The Miller Report History of Health Insurance – InsuranceNewsNet

from dr William Mueller

Given the ongoing negotiations between Adventist Health and Hymn Blue Cross, I thought it might be interesting to examine how our healthcare system came to rely on health insurance as an integral part of providing healthcare to people in America. This will be a series in which subsequent articles will examine Medicare and other forms of payer health care, including the American Veteran’s Association and the Canadian Health Care System.

The story begins in 1850 when the Franklin Health Assurance Company of Massachusetts initially offered “accident insurance” to cover disabilities that might occur as a result of injury while traveling by rail or steamboat. Think of a modern “air travel insurance”. This was so popular that by 1866 there were over 60 companies in the US offering such insurance. This eventually led to the addition of insurance against disability for other reasons, including illness. By 1911, disability prevention policies were common.

In the 1920s, hospitals began offering their own prepaid policies, where participants paid for the healthcare costs of treating illnesses when they were rendered at their hospital. Particular emphasis was placed on covering the costs of surgical interventions, as these are most often incurred in hospitals, as other healthcare services are mainly provided outside the hospital environment. This would eventually lead to the discrepancy we see today in the high reimbursement for surgical procedures and the relatively low reimbursement for primary care, including maintenance health care, preventive care, pediatric care and psychiatric care.

Another key event in the 1920s was that insurance companies offering health insurance began to form associations. The reason for this was that if a health insurance company experienced a significant level of payouts in a given year, the association would prop up the member to prevent bankruptcy. Recall that at that point the idea behind insurance was that people would pay into the insurance company together as a collective, so that if and when a participant required expensive care, payment would be made from the collective pool of funds. The association acted as a kind of insurance for the insurance companies. The first such association of insurance companies was blue crossfounded in 1929.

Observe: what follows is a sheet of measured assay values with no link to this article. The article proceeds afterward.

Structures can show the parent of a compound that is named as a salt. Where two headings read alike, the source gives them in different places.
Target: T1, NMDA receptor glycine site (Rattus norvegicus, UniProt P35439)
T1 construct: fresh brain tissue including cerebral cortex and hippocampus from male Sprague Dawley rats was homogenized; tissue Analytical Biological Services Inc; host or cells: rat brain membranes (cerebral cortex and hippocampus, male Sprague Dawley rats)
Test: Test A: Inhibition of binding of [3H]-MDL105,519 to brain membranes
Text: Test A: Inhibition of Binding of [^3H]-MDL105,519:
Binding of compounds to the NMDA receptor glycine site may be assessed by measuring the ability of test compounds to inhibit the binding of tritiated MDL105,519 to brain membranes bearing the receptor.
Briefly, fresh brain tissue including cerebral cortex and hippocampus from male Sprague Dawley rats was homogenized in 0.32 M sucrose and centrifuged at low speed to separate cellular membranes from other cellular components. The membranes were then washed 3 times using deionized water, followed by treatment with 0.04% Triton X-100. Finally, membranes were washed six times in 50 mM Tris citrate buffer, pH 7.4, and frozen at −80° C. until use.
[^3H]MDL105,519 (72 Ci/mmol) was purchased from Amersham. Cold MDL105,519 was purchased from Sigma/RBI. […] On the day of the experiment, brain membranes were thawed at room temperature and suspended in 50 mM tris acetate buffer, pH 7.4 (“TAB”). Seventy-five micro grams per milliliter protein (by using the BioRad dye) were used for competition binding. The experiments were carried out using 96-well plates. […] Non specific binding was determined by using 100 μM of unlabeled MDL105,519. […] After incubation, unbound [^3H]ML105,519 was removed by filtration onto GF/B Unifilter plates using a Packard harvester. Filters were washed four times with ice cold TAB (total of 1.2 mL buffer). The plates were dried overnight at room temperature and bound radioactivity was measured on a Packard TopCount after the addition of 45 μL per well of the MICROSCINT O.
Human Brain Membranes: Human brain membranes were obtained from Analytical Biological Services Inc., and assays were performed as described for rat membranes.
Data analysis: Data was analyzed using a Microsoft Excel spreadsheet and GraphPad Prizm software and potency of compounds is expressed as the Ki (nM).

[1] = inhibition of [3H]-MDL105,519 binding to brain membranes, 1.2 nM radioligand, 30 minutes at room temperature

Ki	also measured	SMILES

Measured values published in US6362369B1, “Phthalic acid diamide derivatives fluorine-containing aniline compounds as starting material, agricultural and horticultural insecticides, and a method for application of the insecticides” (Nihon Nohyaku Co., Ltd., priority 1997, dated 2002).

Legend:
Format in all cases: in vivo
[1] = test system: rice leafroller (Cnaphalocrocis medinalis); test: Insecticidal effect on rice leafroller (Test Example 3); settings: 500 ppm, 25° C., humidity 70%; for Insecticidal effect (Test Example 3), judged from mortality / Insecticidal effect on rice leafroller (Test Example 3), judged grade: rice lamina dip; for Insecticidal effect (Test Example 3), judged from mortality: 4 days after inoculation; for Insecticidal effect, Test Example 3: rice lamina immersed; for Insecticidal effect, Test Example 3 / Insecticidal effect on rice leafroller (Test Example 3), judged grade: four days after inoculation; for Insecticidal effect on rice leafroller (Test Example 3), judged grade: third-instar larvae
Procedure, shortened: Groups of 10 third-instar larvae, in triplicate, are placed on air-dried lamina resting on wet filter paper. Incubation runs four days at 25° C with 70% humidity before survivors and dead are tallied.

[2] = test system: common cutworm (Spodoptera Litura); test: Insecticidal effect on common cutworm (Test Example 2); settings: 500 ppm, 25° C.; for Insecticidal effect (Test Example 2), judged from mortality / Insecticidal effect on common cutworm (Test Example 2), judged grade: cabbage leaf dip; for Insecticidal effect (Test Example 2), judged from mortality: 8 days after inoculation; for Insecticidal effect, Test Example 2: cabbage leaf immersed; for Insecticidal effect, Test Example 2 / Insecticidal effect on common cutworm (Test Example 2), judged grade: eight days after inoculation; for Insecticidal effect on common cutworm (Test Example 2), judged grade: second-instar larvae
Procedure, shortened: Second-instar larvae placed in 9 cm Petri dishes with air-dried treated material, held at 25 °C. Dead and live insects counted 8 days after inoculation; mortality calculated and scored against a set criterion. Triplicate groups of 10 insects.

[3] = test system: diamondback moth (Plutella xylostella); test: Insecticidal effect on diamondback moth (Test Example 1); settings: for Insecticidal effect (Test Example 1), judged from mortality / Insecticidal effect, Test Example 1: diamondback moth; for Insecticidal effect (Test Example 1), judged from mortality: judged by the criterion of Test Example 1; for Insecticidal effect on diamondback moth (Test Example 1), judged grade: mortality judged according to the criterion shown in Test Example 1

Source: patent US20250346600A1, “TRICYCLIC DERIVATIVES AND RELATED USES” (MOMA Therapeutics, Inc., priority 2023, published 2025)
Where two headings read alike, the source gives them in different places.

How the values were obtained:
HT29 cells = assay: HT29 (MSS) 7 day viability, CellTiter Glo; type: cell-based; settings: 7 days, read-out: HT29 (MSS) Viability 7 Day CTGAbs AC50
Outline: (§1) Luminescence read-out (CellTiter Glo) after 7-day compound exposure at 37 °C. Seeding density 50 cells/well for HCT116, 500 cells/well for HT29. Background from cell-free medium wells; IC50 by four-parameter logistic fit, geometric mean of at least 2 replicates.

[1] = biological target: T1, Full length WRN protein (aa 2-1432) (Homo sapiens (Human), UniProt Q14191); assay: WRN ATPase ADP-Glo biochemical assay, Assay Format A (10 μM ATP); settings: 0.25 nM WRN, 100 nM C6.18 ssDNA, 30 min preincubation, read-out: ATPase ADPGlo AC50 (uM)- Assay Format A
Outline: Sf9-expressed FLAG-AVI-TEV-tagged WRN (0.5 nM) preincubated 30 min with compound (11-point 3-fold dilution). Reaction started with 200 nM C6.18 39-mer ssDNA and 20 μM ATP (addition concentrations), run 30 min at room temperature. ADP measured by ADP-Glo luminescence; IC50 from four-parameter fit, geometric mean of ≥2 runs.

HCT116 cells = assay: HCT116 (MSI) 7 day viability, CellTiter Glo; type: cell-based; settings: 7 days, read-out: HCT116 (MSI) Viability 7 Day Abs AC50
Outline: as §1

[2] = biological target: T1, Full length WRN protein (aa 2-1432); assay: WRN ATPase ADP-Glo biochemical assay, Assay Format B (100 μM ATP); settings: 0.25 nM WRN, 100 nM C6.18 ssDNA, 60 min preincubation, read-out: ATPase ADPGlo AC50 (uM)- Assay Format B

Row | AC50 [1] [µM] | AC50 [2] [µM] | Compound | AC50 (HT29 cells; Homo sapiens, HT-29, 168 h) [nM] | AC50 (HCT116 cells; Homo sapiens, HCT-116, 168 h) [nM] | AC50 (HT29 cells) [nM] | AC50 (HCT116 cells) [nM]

Around this time, employers began offering health care coverage as a benefit of employment. Initially, the employer would bear the risk of such costs, but companies soon emerged offering insurance to these employers, where the insurance company bore the risk and the employers paid into the insurance company. In 1939, insurance companies offering such coverage to employers came together and formed Blue Shield. This merger of insurance companies initially focused on logging and mining operations in California.

In the beginning, the health insurance companies reimbursed the patients for the costs incurred. Therefore, health care providers such as doctors and hospitals were paid on a performance-related basis. In other words, when a doctor or hospital charges a patient for insurance, the patient pays the doctor or hospital bill. The health insurance company would then reimburse the patient for the payment of the doctor’s bill. Health care costs have thus been mitigated by market forces. Fees were driven by “supply and demand” and “what the market will bear”. These are the basic underpinnings of our entire concept of a capitalist system.